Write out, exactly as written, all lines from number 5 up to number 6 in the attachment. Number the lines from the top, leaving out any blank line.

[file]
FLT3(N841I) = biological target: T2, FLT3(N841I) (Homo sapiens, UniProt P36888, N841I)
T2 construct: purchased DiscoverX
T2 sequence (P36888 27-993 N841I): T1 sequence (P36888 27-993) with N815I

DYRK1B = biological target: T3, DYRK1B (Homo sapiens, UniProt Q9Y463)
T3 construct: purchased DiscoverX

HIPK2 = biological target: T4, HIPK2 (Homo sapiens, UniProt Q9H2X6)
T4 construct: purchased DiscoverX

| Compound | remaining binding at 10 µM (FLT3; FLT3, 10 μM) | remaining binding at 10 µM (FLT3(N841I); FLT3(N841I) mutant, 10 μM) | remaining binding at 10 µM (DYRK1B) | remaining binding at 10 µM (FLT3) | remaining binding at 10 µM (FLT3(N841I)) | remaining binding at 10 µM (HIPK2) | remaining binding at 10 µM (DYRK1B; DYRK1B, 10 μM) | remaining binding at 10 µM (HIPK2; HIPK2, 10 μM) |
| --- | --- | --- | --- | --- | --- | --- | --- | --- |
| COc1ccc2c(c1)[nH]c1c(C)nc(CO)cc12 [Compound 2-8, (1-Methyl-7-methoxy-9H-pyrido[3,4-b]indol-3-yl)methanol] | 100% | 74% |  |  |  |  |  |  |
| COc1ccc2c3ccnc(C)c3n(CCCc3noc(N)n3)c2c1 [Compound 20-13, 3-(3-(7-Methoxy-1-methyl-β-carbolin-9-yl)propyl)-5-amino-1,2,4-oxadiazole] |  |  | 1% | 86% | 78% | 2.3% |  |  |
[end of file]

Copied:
T3 construct: purchased DiscoverX

HIPK2 = biological target: T4, HIPK2 (Homo sapiens, UniProt Q9H2X6)